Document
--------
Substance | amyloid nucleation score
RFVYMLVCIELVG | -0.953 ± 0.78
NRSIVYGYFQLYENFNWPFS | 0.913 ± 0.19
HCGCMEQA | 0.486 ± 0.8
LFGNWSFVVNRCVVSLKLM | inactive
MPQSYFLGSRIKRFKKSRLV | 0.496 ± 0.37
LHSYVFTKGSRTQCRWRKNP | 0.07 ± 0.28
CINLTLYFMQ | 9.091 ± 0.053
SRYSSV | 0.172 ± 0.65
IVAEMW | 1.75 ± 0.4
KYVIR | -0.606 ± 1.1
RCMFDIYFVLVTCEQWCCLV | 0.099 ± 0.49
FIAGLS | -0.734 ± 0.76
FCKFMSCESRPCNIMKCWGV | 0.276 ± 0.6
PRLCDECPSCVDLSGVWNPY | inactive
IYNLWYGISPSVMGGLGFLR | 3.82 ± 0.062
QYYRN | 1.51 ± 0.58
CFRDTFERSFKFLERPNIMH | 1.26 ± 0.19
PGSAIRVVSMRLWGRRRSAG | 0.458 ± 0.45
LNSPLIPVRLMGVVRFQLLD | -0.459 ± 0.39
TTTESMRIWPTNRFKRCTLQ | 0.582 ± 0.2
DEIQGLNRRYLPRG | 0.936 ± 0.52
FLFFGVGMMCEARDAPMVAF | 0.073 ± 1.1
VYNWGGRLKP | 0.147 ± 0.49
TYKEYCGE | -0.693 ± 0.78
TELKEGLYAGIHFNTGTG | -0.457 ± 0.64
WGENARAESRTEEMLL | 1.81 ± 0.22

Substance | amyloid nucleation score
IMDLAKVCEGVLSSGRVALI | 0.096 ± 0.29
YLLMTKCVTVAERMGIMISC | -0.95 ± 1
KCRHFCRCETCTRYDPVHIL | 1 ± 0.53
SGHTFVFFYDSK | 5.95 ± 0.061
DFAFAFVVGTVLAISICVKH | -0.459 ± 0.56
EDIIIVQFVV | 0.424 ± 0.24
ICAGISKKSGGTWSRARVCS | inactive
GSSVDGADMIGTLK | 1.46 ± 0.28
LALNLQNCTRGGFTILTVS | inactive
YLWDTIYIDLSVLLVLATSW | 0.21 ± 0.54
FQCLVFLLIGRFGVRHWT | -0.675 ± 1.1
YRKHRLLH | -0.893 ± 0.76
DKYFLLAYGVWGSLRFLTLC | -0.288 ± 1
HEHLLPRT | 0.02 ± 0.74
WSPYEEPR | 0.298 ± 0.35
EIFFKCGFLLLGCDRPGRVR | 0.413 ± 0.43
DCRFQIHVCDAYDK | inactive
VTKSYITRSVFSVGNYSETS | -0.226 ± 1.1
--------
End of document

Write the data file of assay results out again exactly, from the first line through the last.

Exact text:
Substance | amyloid nucleation score
RFVYMLVCIELVG | -0.953 ± 0.78
NRSIVYGYFQLYENFNWPFS | 0.913 ± 0.19
HCGCMEQA | 0.486 ± 0.8
LFGNWSFVVNRCVVSLKLM | inactive
MPQSYFLGSRIKRFKKSRLV | 0.496 ± 0.37
LHSYVFTKGSRTQCRWRKNP | 0.07 ± 0.28
CINLTLYFMQ | 9.091 ± 0.053
SRYSSV | 0.172 ± 0.65
IVAEMW | 1.75 ± 0.4
KYVIR | -0.606 ± 1.1
RCMFDIYFVLVTCEQWCCLV | 0.099 ± 0.49
FIAGLS | -0.734 ± 0.76
FCKFMSCESRPCNIMKCWGV | 0.276 ± 0.6
PRLCDECPSCVDLSGVWNPY | inactive
IYNLWYGISPSVMGGLGFLR | 3.82 ± 0.062
QYYRN | 1.51 ± 0.58
CFRDTFERSFKFLERPNIMH | 1.26 ± 0.19
PGSAIRVVSMRLWGRRRSAG | 0.458 ± 0.45
LNSPLIPVRLMGVVRFQLLD | -0.459 ± 0.39
TTTESMRIWPTNRFKRCTLQ | 0.582 ± 0.2
DEIQGLNRRYLPRG | 0.936 ± 0.52
FLFFGVGMMCEARDAPMVAF | 0.073 ± 1.1
VYNWGGRLKP | 0.147 ± 0.49
TYKEYCGE | -0.693 ± 0.78
TELKEGLYAGIHFNTGTG | -0.457 ± 0.64
WGENARAESRTEEMLL | 1.81 ± 0.22

Substance | amyloid nucleation score
IMDLAKVCEGVLSSGRVALI | 0.096 ± 0.29
YLLMTKCVTVAERMGIMISC | -0.95 ± 1
KCRHFCRCETCTRYDPVHIL | 1 ± 0.53
SGHTFVFFYDSK | 5.95 ± 0.061
DFAFAFVVGTVLAISICVKH | -0.459 ± 0.56
EDIIIVQFVV | 0.424 ± 0.24
ICAGISKKSGGTWSRARVCS | inactive
GSSVDGADMIGTLK | 1.46 ± 0.28
LALNLQNCTRGGFTILTVS | inactive
YLWDTIYIDLSVLLVLATSW | 0.21 ± 0.54
FQCLVFLLIGRFGVRHWT | -0.675 ± 1.1
YRKHRLLH | -0.893 ± 0.76
DKYFLLAYGVWGSLRFLTLC | -0.288 ± 1
HEHLLPRT | 0.02 ± 0.74
WSPYEEPR | 0.298 ± 0.35
EIFFKCGFLLLGCDRPGRVR | 0.413 ± 0.43
DCRFQIHVCDAYDK | inactive
VTKSYITRSVFSVGNYSETS | -0.226 ± 1.1